Who… gets my shoutout of the race?
Perhaps the most positive thing that can be said for restrictor-plate races is that because the cars are more equal than anywhere else, a different group of drivers can shine. That’s what happened Saturday night; a small group of wheelmen whom fans are usually quick to write off shone bright under Daytona’s July lights.
Clint Bowyer, who’s always been good at Daytona but this year is driving for HScott Motorsports, a small team with virtually no assistance from larger organizations, finished an impressive ninth. Michael McDowell, who races for even smaller Circle Sport Leavine Family Racing, came home tenth. Cole Whitt, whose Premium Motorsports team makes the previous pair look like large operations, raced to 11th, and Germain Racing’s Casey Mears came from 21st to 12th on the final two-lap scramble after being collected in an incident while running inside the top 5. It was a big night for some smaller teams, refreshing to see some different dogs in the fight.
What… is the takeaway from this race?
While the racing at most tracks this season has been the best we’ve seen in the Cup Series in years, after two runs at Daytona and one at Talladega, it’s safe to say that the restrictor plate package needs a lot of work. It’s become too hard to pass the leader, even with a line of cars to push and on Saturday night there was a whole lot of running in place. The rule of thumb for years at plate tracks was that the last place a driver wanted to be taking the white flag was the lead, because he’d almost always be challenged and often passed in that final lap. Not so much anymore, where the leader can easily block a couple of lanes once he clears the pack.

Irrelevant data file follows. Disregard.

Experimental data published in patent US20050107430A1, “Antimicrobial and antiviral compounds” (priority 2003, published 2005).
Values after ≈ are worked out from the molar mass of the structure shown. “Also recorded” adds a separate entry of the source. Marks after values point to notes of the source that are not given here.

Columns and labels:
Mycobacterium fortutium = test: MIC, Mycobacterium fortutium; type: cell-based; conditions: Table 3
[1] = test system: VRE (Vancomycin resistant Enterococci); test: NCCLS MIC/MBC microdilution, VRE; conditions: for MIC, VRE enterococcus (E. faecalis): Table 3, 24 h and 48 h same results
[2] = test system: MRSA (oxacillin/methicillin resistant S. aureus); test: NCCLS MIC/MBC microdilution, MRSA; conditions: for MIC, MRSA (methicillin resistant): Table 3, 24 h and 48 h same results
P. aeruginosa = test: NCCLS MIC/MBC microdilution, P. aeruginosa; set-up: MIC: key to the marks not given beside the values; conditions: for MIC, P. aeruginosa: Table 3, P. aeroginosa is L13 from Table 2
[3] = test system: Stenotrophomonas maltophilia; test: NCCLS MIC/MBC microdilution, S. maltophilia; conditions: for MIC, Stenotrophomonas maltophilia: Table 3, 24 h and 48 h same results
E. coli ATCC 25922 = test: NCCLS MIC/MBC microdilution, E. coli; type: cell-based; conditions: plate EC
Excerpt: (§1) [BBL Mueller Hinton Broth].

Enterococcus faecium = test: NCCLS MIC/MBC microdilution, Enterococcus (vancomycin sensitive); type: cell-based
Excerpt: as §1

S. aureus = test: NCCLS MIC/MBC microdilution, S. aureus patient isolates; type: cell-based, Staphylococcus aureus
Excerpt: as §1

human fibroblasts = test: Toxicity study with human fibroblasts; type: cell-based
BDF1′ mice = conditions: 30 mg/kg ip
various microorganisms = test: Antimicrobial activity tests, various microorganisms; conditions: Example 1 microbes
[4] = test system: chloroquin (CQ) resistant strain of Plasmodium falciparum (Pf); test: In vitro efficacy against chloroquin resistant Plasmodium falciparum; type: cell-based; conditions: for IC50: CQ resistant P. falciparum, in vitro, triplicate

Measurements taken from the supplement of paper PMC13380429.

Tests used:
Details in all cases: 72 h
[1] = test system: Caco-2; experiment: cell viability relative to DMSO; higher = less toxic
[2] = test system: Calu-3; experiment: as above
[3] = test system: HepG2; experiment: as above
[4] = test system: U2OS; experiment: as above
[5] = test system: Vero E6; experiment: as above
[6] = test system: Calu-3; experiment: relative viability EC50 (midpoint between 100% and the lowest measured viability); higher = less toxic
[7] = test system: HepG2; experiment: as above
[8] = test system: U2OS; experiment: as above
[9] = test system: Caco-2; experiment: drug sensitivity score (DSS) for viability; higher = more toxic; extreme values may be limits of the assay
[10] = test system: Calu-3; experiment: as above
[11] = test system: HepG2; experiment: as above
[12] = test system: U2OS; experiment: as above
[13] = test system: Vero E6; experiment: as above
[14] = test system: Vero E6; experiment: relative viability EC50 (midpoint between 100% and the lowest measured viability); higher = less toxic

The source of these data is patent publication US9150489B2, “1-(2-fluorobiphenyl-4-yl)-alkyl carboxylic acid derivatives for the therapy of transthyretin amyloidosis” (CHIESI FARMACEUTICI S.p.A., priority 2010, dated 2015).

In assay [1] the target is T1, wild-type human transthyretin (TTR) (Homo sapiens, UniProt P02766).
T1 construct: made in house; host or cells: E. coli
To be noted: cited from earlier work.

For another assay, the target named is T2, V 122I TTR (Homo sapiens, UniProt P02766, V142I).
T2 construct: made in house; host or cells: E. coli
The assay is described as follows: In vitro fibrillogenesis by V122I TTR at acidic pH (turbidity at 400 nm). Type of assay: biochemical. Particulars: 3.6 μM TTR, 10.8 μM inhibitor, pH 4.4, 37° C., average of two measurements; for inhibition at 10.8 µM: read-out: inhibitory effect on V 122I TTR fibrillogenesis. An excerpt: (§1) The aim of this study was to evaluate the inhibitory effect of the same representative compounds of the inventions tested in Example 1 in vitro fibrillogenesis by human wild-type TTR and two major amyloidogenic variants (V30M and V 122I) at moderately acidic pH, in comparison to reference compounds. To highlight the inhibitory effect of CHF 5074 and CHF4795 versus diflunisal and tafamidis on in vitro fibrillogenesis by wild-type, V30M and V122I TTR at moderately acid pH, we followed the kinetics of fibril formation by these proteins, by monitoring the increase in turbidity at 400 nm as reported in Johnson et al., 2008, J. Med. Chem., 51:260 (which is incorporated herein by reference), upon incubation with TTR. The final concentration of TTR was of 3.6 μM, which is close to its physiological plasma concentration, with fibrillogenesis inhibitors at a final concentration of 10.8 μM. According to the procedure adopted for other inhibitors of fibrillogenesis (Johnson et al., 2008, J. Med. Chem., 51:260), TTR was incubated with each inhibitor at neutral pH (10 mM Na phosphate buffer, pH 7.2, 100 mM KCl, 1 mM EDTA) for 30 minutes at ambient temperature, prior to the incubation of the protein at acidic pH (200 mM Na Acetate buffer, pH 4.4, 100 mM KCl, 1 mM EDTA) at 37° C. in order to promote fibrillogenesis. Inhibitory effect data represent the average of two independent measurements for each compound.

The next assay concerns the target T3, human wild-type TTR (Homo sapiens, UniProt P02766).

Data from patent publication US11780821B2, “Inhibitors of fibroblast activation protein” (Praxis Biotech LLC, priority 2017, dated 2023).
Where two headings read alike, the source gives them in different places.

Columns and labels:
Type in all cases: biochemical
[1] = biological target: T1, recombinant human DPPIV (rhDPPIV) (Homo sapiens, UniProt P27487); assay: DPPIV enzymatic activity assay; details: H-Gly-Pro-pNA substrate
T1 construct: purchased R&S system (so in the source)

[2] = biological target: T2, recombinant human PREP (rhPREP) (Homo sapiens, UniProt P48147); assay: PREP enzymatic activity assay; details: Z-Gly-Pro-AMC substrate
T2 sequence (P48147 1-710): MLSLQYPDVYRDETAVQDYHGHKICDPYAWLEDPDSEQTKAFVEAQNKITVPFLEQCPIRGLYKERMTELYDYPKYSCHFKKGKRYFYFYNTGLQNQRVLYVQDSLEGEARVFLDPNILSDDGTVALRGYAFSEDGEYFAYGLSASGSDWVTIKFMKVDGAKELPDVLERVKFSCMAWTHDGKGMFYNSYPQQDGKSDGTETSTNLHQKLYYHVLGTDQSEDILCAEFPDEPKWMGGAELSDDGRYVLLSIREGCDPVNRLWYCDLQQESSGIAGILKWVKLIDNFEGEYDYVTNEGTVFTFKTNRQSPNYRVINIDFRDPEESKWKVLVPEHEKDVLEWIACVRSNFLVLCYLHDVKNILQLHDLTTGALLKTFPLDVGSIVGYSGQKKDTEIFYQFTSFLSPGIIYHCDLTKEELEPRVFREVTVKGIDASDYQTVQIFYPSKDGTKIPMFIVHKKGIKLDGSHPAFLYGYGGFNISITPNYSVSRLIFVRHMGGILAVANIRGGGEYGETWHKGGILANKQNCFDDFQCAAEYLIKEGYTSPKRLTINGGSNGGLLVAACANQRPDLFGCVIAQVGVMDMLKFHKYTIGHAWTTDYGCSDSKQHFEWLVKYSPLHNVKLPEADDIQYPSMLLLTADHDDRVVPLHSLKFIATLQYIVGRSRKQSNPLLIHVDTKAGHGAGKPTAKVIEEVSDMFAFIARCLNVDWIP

The other thing missing with the current plate package in terms of racing (safety is a whole other can of worms) is drivers’ ability to move quickly through the pack with relative ease. Fans who’ve been around awhile will remember Dale Earnhardt driving through the pack in what would be his final victory at Talladega in 2000, moving from 18th to the lead in four laps. That kind of excitement is now lacking. The racing has suffered at the plate tracks recently, but the “Big One” remains the same. Time for NASCAR to go back and fix that….
Where… did the pole sitter and the defending race winner wind up?
Greg Biffle won his first pole since 2012 this weekend and, along with Roush Fenway Racing teammates Trevor Bayne and Ricky Stenhouse, Jr., made a solid statement that the team is making some strides in the right direction. Even after getting a piece of a lap 90 melee, Biffle finished eighth in a race that saw all three RFR cars finish inside the top 10 for the first time in about two years. Bayne is now just 10 points behind a possible Chase spot with Stenhouse not far behind.
Dale Earnhardt, Jr. reigned supreme on the restrictor-plate tracks in 2015, but this year he’s 0-for-3 and in danger of potentially missing the Chase. Earnhardt was one of many victims in a lap 90 crash triggered by Jamie McMurray and Earnhardt’s teammate Jimmie Johnson, leading to multiple pit stops under yellow to fix the damage. The No. 88 was able to continue, but not contend, and spent the second half of the race in the back half of the field, finishing 21st in a race many expected him to win.
When…did it all go sideways?